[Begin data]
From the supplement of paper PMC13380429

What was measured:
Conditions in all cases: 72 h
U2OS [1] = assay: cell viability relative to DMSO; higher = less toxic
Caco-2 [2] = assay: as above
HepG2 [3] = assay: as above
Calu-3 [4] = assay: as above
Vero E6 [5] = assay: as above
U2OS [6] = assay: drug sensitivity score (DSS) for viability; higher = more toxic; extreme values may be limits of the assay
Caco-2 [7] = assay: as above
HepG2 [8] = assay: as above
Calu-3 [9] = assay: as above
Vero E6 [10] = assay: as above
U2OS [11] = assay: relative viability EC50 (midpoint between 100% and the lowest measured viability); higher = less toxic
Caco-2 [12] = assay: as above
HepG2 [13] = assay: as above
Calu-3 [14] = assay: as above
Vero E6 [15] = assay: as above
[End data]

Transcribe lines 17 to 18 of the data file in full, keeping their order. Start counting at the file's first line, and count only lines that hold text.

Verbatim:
Calu-3 [14] = assay: as above
Vero E6 [15] = assay: as above